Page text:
|What's a Scramjet?||
One thing has always been true about rockets: The farther and faster you want to go, the bigger your rocket needs to be. |
Why? Rockets combine a liquid fuel with liquid oxygen to create thrust. Take away the need for liquid oxygen and your spacecraft can be smaller or carry more payload.
That's the idea behind a different propulsion system called "scramjet," or Supersonic Combustion Ramjet: The oxygen needed by the engine to combust is taken from the atmosphere passing through the vehicle, instead of from a tank onboard. The craft becomes smaller, lighter and faster.
How fast? Researchers predict scramjet speeds could reach 15 times the speed of sound. An 18-hour trip to Tokyo from New York City becomes a 2-hour flight.
A look at one of NASA's developmental scramjets, the X-43A, undergoing ground testing.
On August 16, 2002, the University of Queensland in Australia completed the first successful flight of a scramjet vehicle, reaching speeds of Mach 7, or seven times the speed of sound.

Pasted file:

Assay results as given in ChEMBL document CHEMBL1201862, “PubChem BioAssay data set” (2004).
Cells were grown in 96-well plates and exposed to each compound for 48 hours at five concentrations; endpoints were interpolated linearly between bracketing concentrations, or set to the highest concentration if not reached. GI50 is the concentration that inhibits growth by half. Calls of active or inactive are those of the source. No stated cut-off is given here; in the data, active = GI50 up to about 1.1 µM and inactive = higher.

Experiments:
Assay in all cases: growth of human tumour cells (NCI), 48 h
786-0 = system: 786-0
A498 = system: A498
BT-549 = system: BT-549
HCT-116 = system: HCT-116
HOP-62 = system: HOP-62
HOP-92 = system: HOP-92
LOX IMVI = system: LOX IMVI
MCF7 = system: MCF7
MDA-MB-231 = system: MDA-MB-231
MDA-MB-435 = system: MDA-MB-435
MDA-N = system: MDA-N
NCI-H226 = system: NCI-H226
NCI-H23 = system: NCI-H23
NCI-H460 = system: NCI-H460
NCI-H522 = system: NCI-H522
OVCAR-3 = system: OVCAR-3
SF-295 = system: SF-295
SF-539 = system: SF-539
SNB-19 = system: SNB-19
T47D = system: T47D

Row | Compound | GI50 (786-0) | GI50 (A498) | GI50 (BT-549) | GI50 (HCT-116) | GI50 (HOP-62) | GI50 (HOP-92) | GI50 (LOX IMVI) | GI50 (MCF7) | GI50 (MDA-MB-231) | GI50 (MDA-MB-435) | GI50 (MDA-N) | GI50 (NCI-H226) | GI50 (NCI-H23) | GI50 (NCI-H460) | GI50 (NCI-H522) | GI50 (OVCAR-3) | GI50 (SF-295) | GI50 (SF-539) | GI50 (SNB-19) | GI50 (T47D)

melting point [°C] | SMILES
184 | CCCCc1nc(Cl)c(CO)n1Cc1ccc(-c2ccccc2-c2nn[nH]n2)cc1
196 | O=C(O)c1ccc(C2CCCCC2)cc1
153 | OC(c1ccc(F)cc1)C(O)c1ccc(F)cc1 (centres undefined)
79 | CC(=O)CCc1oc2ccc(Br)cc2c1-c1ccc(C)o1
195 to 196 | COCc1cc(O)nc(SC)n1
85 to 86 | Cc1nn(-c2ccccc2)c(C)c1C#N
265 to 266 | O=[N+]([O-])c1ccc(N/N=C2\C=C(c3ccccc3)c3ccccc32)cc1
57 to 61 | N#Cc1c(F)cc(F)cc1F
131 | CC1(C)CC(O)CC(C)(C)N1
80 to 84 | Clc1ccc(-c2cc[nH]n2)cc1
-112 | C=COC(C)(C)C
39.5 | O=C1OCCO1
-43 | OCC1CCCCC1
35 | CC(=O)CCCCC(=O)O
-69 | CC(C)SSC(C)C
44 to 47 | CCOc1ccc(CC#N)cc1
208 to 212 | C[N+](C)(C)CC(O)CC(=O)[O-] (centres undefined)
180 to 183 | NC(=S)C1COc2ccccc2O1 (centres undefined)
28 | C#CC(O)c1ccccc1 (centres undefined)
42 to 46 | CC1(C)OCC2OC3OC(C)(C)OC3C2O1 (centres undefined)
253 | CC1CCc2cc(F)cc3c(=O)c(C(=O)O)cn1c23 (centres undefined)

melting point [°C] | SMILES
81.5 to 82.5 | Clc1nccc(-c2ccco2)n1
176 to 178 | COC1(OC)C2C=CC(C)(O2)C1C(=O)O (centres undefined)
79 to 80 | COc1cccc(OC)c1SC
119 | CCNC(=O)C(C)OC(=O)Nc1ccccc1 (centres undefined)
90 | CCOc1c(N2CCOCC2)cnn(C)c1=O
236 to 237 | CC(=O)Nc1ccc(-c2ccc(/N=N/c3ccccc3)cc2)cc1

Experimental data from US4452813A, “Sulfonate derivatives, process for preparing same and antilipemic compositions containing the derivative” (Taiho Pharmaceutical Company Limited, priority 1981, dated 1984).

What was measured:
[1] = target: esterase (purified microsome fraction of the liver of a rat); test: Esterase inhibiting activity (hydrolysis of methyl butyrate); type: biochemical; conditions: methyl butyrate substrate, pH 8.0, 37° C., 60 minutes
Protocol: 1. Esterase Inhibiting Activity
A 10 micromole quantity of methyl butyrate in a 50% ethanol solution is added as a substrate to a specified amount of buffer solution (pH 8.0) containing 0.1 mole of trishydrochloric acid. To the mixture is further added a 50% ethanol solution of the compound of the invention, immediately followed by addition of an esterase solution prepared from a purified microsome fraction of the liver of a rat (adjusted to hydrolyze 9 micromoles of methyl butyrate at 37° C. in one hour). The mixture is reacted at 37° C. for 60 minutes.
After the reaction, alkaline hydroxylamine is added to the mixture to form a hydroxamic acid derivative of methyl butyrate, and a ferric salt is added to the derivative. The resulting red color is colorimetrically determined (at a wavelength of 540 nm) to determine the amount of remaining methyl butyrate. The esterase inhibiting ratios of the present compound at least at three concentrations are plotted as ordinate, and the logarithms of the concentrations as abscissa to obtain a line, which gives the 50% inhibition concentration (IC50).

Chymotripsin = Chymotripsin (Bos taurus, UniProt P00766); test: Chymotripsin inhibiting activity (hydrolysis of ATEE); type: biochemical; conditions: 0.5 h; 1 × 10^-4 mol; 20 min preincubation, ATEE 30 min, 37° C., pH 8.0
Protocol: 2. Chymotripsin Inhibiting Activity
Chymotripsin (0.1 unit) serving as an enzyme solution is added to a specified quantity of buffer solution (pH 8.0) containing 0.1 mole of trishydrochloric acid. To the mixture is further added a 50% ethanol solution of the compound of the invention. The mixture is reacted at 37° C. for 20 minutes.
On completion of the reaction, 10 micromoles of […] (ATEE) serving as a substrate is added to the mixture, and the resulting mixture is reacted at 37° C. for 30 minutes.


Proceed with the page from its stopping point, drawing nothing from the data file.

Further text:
NASA's Hyper-X program is working to develop scramjets into a practical technology. The X-43A, a 12-foot long scramjet-powered research vehicle, was constructed by MicroCraft, Inc., now known as Alliant Techsystems, Inc. The company fabricated three X-43A aircraft for NASA, to be flown aboard modified Pegasus rockets developed by the Orbital Sciences Corporation. The Pegasus is dropped by a B-52 aircraft and launched to an altitude of over 90,000 feet, where the X-43A is released and flown under its own power.
Each of the three vehicles appear identical but have slightly different oxygen intake designs, based on what speed their test flights are planned to accomplish. The first test flight of the X-43A, which took place on June 2, 2001, failed due to a stabilization problem with the booster rocket's directional fins.
An artist's conception of the X-43A in flight. The vehicle will be tested at speeds up to Mach 10.
The Hyper-X program is a joint project between the Langley Research Center in Hampton, Va. and Dryden Flight Research Center in Edwards, Calif. The next developmental flight of this system is scheduled for no earlier than February 21, 2004.
NASA's John F. Kennedy Space Center, Dryden Flight Research Center, and Langley Research Center.